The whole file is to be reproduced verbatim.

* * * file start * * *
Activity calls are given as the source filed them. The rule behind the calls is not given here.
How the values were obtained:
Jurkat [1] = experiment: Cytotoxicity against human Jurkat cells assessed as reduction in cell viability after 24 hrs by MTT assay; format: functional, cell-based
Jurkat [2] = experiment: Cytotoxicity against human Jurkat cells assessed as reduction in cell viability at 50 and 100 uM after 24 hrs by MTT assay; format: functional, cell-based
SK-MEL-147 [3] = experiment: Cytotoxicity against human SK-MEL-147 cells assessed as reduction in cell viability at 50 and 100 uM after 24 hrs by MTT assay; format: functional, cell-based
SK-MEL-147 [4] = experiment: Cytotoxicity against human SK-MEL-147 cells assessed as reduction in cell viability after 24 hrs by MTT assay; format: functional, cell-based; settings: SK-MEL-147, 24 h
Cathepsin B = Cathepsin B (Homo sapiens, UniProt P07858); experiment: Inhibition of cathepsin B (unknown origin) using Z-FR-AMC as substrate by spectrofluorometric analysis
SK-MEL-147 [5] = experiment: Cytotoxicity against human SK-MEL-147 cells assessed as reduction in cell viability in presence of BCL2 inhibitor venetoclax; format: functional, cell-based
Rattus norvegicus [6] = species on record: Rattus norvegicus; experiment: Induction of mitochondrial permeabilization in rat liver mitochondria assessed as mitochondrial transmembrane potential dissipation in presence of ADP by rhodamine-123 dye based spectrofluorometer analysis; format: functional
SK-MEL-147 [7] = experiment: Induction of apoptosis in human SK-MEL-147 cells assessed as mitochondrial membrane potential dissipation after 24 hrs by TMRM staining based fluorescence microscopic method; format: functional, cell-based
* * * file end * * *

Activity calls are given as the source filed them. The rule behind the calls is not given here.
How the values were obtained:
Jurkat [1] = experiment: Cytotoxicity against human Jurkat cells assessed as reduction in cell viability after 24 hrs by MTT assay; format: functional, cell-based
Jurkat [2] = experiment: Cytotoxicity against human Jurkat cells assessed as reduction in cell viability at 50 and 100 uM after 24 hrs by MTT assay; format: functional, cell-based
SK-MEL-147 [3] = experiment: Cytotoxicity against human SK-MEL-147 cells assessed as reduction in cell viability at 50 and 100 uM after 24 hrs by MTT assay; format: functional, cell-based
SK-MEL-147 [4] = experiment: Cytotoxicity against human SK-MEL-147 cells assessed as reduction in cell viability after 24 hrs by MTT assay; format: functional, cell-based; settings: SK-MEL-147, 24 h
Cathepsin B = Cathepsin B (Homo sapiens, UniProt P07858); experiment: Inhibition of cathepsin B (unknown origin) using Z-FR-AMC as substrate by spectrofluorometric analysis
SK-MEL-147 [5] = experiment: Cytotoxicity against human SK-MEL-147 cells assessed as reduction in cell viability in presence of BCL2 inhibitor venetoclax; format: functional, cell-based
Rattus norvegicus [6] = species on record: Rattus norvegicus; experiment: Induction of mitochondrial permeabilization in rat liver mitochondria assessed as mitochondrial transmembrane potential dissipation in presence of ADP by rhodamine-123 dye based spectrofluorometer analysis; format: functional
SK-MEL-147 [7] = experiment: Induction of apoptosis in human SK-MEL-147 cells assessed as mitochondrial membrane potential dissipation after 24 hrs by TMRM staining based fluorescence microscopic method; format: functional, cell-based